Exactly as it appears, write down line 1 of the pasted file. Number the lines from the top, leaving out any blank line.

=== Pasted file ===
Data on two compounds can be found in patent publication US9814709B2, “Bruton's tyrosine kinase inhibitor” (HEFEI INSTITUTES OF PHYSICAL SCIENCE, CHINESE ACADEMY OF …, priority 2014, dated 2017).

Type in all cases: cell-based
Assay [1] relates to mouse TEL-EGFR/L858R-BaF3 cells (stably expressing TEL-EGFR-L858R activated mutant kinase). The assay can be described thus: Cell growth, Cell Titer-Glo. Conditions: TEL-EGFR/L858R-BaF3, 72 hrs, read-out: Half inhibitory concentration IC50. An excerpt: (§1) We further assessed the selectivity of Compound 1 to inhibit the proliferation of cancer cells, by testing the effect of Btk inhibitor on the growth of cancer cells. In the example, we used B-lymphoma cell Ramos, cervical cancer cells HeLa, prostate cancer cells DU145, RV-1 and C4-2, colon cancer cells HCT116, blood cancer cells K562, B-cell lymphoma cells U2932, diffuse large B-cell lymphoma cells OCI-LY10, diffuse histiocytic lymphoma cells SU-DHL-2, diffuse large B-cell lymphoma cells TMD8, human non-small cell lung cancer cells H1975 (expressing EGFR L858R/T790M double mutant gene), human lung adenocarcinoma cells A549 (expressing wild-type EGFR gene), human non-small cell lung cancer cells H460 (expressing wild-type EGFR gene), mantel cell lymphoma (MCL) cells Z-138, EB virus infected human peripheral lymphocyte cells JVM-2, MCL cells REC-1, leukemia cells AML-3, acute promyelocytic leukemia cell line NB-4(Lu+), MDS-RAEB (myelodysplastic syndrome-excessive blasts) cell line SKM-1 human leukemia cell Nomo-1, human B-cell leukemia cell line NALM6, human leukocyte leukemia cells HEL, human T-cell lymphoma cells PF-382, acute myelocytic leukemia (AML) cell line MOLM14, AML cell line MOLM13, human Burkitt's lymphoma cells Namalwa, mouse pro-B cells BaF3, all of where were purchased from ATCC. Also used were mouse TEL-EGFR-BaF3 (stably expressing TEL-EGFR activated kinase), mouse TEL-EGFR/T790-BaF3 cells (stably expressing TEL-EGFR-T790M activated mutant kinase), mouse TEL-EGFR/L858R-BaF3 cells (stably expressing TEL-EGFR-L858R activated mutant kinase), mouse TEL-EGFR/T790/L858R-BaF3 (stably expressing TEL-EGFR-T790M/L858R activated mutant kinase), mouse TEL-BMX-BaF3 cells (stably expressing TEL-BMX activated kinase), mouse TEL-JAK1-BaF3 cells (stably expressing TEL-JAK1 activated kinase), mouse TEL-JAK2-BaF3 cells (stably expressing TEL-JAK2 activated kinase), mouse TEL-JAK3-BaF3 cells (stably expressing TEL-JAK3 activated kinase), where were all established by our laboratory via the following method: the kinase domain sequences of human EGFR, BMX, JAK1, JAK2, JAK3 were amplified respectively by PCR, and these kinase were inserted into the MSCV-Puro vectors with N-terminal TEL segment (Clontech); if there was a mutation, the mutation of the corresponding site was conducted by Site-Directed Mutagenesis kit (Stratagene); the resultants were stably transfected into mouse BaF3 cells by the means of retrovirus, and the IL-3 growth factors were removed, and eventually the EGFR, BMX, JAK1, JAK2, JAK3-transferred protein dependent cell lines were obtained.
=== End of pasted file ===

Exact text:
Data on two compounds can be found in patent publication US9814709B2, “Bruton's tyrosine kinase inhibitor” (HEFEI INSTITUTES OF PHYSICAL SCIENCE, CHINESE ACADEMY OF …, priority 2014, dated 2017).